Karplus was born into a Jewish family in Vienna in 1930 and narrowly escaped Austria when Germany took control of the country in 1938, he wrote in a lengthy article in the Annual Review of Biophysics and Biomolecular Structure in 2006.
Karplus described how attitudes towards him and his family changed even before the Nazi takeover of Austria, and how two boys he and his brother had considered their best friends began bullying them.
"In the spring of 1937, they suddenly refused to have anything to do with us and began taunting us by calling us 'dirty Jew boys' when we foolishly continued to try to interact with them," he wrote.
When Nazi German troops rolled into Austria in March 1938, Karplus was able to escape to Switzerland with his brother and mother.
But in what he described as a "traumatic" aspect of the departure, his father was prevented from leaving and locked up in a Viennese jail.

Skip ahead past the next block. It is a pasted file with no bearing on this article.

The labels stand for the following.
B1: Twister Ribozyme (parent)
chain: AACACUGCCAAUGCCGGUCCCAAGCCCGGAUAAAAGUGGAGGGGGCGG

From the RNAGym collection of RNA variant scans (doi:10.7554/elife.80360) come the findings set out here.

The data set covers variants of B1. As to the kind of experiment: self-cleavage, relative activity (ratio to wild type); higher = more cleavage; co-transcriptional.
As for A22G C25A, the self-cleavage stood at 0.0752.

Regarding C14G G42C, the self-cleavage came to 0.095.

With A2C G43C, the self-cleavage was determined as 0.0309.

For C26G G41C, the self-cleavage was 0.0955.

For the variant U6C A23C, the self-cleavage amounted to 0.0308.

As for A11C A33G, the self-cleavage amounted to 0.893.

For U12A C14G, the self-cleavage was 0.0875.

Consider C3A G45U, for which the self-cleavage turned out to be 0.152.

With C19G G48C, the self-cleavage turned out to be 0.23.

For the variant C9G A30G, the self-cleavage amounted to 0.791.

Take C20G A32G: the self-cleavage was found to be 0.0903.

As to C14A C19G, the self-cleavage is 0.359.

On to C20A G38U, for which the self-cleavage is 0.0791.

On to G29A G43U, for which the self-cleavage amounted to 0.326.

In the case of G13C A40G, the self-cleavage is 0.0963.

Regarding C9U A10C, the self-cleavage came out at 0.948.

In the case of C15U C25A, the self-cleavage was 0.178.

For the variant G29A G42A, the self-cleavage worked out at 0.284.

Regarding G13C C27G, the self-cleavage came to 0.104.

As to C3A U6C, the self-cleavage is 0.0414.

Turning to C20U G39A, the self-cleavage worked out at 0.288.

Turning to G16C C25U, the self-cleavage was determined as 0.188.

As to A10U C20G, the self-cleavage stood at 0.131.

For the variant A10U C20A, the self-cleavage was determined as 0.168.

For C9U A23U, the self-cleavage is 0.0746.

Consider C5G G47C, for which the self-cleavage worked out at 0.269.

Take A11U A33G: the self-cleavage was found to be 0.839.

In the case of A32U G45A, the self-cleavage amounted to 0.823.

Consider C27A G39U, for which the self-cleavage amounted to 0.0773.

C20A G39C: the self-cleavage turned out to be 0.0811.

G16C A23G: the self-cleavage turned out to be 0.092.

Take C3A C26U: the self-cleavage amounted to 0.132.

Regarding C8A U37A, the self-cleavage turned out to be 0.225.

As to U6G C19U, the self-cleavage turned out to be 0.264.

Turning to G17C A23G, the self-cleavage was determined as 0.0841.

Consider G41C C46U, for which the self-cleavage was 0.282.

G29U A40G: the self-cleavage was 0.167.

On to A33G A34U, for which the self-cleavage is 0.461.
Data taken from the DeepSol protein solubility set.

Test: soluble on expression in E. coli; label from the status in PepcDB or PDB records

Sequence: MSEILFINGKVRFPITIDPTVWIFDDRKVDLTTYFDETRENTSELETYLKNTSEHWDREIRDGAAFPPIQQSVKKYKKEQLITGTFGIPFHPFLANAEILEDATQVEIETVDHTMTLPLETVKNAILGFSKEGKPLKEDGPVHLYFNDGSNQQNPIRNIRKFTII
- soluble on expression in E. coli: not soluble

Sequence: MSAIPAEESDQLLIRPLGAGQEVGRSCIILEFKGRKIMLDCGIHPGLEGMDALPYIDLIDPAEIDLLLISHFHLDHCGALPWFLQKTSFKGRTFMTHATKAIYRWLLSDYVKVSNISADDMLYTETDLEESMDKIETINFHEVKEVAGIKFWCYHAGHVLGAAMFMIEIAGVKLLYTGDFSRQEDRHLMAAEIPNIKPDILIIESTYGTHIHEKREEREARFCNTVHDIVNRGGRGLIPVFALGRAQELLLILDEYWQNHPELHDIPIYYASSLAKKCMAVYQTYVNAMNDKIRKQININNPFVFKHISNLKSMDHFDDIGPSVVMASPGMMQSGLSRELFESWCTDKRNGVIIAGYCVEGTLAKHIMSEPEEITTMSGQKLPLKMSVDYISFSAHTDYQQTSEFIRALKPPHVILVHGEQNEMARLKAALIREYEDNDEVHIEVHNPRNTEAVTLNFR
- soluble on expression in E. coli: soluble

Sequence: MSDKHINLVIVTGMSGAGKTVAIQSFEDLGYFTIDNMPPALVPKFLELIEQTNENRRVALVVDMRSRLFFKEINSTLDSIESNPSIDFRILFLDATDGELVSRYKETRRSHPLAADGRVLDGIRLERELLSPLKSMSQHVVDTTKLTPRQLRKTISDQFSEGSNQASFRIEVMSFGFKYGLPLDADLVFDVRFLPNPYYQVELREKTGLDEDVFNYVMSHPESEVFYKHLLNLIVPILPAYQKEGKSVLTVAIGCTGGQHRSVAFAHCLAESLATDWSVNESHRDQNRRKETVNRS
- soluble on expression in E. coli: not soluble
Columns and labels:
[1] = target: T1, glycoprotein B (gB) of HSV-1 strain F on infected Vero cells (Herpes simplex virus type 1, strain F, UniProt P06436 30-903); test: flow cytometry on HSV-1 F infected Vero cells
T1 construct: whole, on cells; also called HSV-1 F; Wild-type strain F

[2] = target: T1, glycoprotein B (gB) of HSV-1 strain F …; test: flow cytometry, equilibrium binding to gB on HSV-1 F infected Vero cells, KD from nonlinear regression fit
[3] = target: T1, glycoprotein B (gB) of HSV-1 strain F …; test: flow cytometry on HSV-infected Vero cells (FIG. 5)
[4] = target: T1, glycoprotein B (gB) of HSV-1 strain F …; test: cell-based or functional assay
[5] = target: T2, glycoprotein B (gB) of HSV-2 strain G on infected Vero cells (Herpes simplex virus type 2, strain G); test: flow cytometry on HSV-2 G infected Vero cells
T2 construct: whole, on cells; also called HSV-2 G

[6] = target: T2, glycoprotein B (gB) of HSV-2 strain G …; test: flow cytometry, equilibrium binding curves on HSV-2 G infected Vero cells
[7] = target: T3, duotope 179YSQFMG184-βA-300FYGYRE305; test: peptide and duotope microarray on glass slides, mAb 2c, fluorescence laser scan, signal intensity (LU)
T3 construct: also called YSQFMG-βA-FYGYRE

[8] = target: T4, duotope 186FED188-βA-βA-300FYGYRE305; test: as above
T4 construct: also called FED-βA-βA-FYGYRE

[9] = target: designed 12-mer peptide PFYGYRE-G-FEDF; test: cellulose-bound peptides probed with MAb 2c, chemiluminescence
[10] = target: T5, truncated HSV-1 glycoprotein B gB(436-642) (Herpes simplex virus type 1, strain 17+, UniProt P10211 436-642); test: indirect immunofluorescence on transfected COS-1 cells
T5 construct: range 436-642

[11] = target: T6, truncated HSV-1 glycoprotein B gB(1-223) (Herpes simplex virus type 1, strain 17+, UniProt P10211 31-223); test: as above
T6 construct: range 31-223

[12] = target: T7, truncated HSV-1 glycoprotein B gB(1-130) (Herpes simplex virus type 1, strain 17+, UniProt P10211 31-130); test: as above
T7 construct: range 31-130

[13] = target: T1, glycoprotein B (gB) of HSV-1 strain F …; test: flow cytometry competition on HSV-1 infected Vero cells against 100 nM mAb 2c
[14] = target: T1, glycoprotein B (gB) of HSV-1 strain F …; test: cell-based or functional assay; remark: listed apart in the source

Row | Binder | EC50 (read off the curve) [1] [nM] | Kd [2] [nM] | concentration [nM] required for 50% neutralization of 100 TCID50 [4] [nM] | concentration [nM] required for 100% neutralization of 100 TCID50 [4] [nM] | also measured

"In part, he was kept as a hostage so that any money we had would not be spirited out of the country," he wrote.
As the small family secured passage to the United States and was preparing to embark on a trans-Atlantic journey at the French port of Le Havre, there was still no news of his father.
"He miraculously turned up at Le Havre a few days before our ship, the Ile de France, was scheduled to depart for New York," he wrote.
Karplus later learned that his uncle had signed a $5,000 bond for his release.
While Karplus, now 83, and his family were able to escape, many other Austrians Jews met a much more sinister fate.
"As history has recorded, many were not able to leave and died in concentration camps," he wrote.
Karplus went on to pursue a stellar academic career in the United States, getting a PhD in 1953 before making the discoveries that earned him the world's most prestigious award for the chemical science on Wednesday.